Go to the Globe and Mail homepage

Jump to main navigationJump to main content


Entry archive:

The duo behind Altruette share their tips on the best ways to find reliable freelancers. (Marek Uliasz/Photos.com)
The duo behind Altruette share their tips on the best ways to find reliable freelancers. (Marek Uliasz/Photos.com)

Small Business Briefing

Startup duo share tips on finding freelancers Add to ...

The latest news and information for entrepreneurs from across the web universe, brought to you by the Report on Small Business team. Follow us on Twitter @GlobeSmallBiz. Download our app here.

How to find the best freelancers

In this Inc.com story, Lee Clifford and Julie Schlosser, the founders of Altruette.com, explain their approach to hiring the best freelancers.

After leaving their jobs two years ago at Time Inc., to launch Altruette, a small jewellery startup that donates half of its profit to charitable causes, Ms. Clifford and Ms. Schlosser were in a bind to find talented, flexible freelancers. They began by taking to Craigslist to find temporary employees, but they have since moved most of their hiring to LinkedIn.

The pair emphasized how important it is to meet each candidate in person, and said they often meet six or seven people before settling on a freelancer. One of the big red flags is prospective employees in search of a full-time job, which could leave the duo high and dry if something more permanent comes up.

"It's not necessarily a deal-breaker for us," the pair writes, "but having been left in the lurch twice, we now need to get a commitment, at least to a given project."

They also stress the importance of being on the same page as their freelancers when it comes to timelines.

"We've learned the hard way that 'spend a bit of time' on the project means 40 hours to one person and 15 minutes to someone else. You learn that finishing a project 'soon' means anywhere from three hours to three months."

Small business confidence dips in April

The measure of small business confidence dipped in April, the first decline since last August, according to the Canadian Federation of Independent Business. The CFIB "business barometer" slipped slightly to a confidence level of 66.4, down 1.3 points from March. The barometer is measured on a scale between 0 and 100, with an index above 50 indicating that more business owners expect performance to be stronger in the next year. Despite the drop, the results still indicate that business conditions are stable and there is modest economic growth, according to the CFIB. The sectors with the most optimistic outlook were manufacturing, natural resources, business services, and health and education.

New immigrants more likely to start small businesses: report

According to a new Small Business Administration report, immigrants to the U.S. are more likely to start their own business than those born and raised in the U.S., reports Portfolio.com. The report, which analyzed U.S. Census Bureau Data, concluded that 10.5 per cent of the immigrant work force owns a business, compared with 9.3 per cent of the U.S.-born population. the study cocluded that immigrants have "a proclivity towards entrepreneurship," and that immigrant-owned businesses launch with higher levels of startup capital than non-immigrant-owned businesses. The full report is available here.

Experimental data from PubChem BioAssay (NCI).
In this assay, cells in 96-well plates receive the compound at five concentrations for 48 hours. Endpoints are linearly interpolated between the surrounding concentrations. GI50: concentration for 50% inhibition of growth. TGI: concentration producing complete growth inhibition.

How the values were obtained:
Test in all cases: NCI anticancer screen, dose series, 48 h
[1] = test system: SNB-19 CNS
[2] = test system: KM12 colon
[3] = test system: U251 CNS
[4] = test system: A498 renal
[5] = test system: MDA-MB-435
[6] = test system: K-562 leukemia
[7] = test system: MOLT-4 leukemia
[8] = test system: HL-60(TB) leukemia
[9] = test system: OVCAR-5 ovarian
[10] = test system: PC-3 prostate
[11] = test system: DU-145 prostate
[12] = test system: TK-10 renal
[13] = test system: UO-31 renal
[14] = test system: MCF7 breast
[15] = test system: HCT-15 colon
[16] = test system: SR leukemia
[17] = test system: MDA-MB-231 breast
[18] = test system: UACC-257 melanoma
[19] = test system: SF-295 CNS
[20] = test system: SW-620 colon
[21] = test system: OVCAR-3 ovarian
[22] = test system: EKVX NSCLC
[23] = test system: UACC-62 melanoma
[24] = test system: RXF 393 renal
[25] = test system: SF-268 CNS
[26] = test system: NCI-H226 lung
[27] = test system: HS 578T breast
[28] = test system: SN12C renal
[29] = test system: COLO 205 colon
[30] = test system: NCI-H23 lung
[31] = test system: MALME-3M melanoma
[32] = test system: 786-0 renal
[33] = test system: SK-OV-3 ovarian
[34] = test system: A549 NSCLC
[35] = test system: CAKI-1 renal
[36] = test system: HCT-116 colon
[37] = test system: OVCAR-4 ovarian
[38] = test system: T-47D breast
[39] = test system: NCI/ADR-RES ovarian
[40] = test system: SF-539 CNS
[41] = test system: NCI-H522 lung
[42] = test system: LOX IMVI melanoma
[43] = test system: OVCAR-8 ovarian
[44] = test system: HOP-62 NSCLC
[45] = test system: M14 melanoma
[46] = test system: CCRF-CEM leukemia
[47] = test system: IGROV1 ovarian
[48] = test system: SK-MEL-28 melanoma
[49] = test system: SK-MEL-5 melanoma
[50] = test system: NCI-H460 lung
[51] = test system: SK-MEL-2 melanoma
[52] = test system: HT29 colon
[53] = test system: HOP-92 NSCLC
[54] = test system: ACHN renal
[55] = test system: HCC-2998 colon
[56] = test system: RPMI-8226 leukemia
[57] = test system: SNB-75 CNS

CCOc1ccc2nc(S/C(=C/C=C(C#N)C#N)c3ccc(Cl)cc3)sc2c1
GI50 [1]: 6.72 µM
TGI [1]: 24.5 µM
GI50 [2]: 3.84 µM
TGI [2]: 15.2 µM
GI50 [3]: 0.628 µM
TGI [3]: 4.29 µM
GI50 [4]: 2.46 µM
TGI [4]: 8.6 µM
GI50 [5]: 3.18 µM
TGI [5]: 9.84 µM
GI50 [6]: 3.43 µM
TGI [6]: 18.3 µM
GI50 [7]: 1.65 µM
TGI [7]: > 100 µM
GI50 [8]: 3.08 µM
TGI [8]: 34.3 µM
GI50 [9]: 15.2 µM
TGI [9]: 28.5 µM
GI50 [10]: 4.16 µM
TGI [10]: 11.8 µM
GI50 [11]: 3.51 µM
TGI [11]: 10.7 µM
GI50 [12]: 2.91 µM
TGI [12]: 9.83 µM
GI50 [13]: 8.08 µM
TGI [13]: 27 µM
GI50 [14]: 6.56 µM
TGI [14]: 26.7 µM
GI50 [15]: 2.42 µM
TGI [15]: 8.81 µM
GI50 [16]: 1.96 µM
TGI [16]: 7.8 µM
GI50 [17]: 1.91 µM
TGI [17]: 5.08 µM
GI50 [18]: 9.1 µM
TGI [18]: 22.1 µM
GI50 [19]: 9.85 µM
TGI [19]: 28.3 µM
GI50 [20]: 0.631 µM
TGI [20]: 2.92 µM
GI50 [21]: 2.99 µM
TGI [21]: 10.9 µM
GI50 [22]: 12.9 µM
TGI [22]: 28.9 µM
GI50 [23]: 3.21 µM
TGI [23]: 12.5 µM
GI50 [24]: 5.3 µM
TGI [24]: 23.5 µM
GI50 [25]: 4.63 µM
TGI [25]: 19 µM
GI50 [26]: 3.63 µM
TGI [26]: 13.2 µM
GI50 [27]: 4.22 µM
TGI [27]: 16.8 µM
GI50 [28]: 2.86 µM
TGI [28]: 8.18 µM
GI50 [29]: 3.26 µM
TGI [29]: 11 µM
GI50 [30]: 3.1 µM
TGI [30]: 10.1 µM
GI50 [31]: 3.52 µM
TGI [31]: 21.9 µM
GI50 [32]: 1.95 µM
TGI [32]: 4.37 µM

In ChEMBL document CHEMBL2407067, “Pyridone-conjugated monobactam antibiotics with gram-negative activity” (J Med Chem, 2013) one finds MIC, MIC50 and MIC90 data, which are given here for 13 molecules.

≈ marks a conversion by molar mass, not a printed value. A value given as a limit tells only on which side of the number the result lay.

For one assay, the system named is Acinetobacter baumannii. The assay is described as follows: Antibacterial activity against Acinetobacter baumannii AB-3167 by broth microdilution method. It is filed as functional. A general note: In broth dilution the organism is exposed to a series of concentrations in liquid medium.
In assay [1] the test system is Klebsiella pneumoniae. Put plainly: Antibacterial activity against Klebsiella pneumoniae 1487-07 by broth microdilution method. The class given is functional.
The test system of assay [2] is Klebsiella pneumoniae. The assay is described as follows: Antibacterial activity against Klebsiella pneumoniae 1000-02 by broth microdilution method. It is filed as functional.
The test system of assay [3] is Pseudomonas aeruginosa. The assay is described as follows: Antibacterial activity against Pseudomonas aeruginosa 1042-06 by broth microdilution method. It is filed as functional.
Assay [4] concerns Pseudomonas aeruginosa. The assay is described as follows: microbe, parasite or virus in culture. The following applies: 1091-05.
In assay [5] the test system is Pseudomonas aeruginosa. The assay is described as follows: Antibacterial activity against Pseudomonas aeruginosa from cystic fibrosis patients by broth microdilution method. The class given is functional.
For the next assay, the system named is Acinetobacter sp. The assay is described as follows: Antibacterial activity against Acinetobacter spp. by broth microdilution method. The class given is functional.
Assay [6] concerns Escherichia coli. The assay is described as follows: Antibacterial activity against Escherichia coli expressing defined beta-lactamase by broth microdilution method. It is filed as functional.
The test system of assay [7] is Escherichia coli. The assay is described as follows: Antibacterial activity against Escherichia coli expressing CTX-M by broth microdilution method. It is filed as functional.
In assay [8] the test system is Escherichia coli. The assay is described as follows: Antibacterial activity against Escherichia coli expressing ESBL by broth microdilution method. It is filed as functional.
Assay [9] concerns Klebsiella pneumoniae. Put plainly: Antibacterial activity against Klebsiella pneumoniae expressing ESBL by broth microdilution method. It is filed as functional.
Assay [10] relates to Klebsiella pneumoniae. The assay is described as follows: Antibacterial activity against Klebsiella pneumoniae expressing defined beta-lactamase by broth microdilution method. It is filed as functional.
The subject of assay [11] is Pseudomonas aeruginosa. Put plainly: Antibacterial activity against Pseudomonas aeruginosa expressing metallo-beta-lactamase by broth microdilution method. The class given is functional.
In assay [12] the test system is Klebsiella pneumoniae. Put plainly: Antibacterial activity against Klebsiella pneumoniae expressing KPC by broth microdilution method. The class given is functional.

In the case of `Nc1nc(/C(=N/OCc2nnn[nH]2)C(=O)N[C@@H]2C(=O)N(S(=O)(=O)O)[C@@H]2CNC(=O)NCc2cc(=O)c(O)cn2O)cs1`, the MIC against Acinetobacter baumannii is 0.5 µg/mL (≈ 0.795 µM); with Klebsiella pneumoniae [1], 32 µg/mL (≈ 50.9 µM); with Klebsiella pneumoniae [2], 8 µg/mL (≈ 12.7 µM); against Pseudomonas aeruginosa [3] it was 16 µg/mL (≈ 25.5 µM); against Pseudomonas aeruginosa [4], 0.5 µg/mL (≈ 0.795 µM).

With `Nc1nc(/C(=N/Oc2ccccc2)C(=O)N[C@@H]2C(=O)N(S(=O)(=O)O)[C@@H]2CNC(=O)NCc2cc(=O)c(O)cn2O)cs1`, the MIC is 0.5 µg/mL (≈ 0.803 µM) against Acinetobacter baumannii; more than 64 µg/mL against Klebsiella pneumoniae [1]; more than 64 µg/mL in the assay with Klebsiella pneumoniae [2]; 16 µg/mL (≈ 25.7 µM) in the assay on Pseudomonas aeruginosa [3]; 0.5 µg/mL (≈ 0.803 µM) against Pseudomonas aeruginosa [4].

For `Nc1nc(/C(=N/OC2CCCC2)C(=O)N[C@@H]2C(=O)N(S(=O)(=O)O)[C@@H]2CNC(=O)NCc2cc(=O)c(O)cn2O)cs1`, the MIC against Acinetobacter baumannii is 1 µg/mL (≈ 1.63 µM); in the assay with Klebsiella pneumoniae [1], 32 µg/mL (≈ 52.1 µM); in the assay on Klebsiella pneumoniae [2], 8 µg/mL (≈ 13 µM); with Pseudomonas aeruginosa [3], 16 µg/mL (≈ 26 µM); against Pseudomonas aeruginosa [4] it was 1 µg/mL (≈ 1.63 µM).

Globe and Mail/Telus Challenge contest

The Globe and Mail and Telus are once again offering an opportunity for entrepreneurs with the Globe and Mail/Telus Challenge Contest. Explain the biggest challenge your business faces today and how a $100,000 grant would help you overcome it. Our panel of business experts will review every entry, and if the most compelling is yours, you’ll win a $100,000 business grant from Telus. Plus, your company will be profiled in the pages of Report on Business. Deadline for submissions is May 28, 2012.

Marketing and Entrepreneurship seminar

This evening seminar by BCN Young Networkers of Waterloo Region in Ontario focuses on connecting young entrepreneurs with industry experts who can advise them about how they should approach the marketing and entrepreneurship aspects of business. For more information or to register for the seminar, visit the event listing.


Success Stories: ‘Geek at heart’ on track to double revenue

In the newest installment of this recurring feature, the Report on Small Business looks at Jason Cottrell and his successful Toronto startup Myplanet Digital, which works on digital solutions for businesses. Myplanet Digital has already attracted high-profile clients such as the Royal Conservatory of Music, Warner Music and Carnegie Hall.


Not every energy bar's got the power.

It takes more than a good product and local success to reach big retailers. The struggles of three firms to get noticed.

Got a tip on news, events or other timely information related to the small-business community? E-mail us at smallbusiness@globeandmail.com

Join The Globe’s Small Business LinkedIn group to network with other entrepreneurs and to discuss topical issues: http://linkd.in/jWWdzT

Our free weekly newsletter is now available. Every Friday a team of editors selects the top picks from our blog posts, features, multimedia and columnists, and delivers them to your inbox. If you have registered for The Globe's website, you can sign up here. Click on the Small Business Briefing checkbox and hit 'save changes.' If you need to register for the site, click here.

Report Typo/Error

Follow us on Twitter: @GlobeSmallBiz


Next story




Most popular videos »

More from The Globe and Mail

Most popular